Advanced search
Start date

Effect of propolis on immunological, inflammatory and oxidative stress biomarkers in people living with HIV/AIDS (PLWHA) following antiretroviral treatment

Grant number: 17/14846-0
Support type:Scholarships in Brazil - Post-Doctorate
Effective date (Start): March 01, 2018
Effective date (End): February 28, 2021
Field of knowledge:Biological Sciences - Pharmacology - Ethnopharmacology
Principal Investigator:José Maurício Sforcin
Grantee:Karen Ingrid Tasca
Home Institution: Instituto de Biociências (IBB). Universidade Estadual Paulista (UNESP). Campus de Botucatu. Botucatu , SP, Brazil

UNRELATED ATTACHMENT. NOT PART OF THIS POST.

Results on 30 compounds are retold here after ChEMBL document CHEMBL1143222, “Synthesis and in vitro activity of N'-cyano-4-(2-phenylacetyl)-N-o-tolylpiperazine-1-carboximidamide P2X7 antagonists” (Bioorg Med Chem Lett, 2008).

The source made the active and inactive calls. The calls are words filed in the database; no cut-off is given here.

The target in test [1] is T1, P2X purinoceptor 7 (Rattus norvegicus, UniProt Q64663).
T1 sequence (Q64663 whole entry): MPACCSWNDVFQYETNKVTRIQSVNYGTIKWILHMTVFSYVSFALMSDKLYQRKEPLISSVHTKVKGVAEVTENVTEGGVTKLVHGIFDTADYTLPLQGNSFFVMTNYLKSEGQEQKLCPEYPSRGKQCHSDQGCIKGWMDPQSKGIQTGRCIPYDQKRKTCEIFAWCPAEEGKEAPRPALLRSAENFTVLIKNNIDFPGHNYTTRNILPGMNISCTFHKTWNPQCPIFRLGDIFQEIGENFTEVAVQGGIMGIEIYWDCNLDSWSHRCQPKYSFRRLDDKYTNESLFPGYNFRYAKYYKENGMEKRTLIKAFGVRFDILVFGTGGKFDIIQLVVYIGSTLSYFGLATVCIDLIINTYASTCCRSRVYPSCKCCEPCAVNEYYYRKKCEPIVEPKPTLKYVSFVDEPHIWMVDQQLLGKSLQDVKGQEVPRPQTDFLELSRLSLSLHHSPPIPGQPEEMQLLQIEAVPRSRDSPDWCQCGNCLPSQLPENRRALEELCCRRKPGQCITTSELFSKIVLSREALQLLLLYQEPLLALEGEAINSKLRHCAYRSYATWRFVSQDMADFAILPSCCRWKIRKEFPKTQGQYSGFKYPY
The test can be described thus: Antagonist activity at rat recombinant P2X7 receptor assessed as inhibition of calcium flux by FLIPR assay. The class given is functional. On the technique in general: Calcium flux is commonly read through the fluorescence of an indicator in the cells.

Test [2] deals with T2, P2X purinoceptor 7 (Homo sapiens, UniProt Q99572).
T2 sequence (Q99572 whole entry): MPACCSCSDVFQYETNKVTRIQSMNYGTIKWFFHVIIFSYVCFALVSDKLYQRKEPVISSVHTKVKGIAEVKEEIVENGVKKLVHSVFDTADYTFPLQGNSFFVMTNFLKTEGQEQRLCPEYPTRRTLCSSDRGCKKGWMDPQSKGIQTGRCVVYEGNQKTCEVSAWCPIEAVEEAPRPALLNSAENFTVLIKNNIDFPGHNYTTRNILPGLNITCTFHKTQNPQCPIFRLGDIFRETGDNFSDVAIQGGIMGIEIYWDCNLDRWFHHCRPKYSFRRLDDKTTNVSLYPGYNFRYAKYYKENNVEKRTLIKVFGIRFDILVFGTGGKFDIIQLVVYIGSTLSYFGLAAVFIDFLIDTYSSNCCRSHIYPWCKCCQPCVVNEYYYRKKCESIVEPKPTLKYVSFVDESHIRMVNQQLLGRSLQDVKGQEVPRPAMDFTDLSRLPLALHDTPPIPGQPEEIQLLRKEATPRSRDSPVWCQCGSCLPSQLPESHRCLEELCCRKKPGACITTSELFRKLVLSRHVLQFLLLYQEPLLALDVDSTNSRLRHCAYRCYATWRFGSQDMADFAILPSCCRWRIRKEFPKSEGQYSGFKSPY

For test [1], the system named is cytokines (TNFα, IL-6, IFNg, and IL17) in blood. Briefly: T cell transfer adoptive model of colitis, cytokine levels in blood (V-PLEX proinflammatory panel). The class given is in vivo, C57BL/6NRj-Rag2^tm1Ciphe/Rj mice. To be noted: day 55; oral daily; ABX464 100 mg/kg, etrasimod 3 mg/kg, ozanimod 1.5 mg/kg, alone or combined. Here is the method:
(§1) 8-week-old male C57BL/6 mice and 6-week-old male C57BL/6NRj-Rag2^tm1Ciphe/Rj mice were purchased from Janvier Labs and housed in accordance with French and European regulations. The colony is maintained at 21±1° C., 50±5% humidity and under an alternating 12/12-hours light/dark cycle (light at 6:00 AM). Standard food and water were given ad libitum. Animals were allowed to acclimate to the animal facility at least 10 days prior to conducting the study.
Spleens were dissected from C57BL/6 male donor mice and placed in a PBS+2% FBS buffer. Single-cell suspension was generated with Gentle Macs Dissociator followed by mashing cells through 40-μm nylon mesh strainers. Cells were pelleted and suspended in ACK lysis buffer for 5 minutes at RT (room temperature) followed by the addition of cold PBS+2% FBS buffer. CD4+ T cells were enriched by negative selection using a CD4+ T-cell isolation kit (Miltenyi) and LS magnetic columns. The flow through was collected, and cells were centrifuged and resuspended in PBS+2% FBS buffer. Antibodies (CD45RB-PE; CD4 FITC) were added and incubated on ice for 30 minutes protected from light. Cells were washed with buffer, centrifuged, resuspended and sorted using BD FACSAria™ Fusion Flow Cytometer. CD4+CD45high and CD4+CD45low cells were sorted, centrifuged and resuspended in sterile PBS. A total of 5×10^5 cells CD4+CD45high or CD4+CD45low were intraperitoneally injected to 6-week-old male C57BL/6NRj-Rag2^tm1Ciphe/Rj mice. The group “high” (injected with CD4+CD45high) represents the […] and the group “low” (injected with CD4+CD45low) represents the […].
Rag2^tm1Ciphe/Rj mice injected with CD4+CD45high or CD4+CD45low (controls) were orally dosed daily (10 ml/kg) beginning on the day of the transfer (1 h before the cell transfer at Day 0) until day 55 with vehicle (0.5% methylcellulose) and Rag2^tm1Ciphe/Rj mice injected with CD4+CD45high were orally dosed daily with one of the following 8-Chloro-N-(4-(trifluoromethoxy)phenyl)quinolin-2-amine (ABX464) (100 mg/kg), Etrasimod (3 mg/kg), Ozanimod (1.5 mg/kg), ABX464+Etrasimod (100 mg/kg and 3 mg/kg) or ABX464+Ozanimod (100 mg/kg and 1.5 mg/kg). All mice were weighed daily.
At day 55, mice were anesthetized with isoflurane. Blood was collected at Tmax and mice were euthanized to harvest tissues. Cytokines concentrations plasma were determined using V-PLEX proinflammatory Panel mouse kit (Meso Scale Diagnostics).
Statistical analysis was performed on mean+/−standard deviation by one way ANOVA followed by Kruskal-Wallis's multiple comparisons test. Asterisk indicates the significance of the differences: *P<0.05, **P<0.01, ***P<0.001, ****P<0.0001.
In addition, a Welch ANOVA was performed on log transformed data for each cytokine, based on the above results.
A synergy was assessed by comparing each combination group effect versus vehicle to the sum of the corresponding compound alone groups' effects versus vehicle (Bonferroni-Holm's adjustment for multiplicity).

One of the current challenges in the study of HIV/aids is a better understanding of the chronic inflammation that infected-people present, because the immune activation persists even using antiretroviral therapy (cART), and patients suffer not only with immunodeficiency, but mainly with immunesenescence. These mechanisms contribute to the development of non-aids comorbidities, such as cardiovascular disease, renal or hepatic impairment, bone abnormalities, cancer, among others diseases which indeed reflect the major causes of death in this population. Despite the undoubted benefits of cART, its prolonged use and start earlier and earlier, indicates the need of interventions that could reduce its harmful effects, such as toxicity, oxidative stress and dyslipidemia, which accelerate the onset of non-aids comorbidities. Propolis is a bee product exhibiting several properties - immunomodulatory, antioxidant, anti-inflammatory and antiviral. In this clinical trial we aim to verify the immune and metabolic profiles of HIV-infected individuals using cART therapy, simultaneously or not with propolis intake daily for three months. Some inflammatory, microbial translocation and oxidative stress biomarkers will be also evaluated in such patients. If our hypothesis about the beneficial effects of propolis is confirmed, this will be an important step for implementing new approaches with the "Unified Health System", to a better quality of life and survival of this population.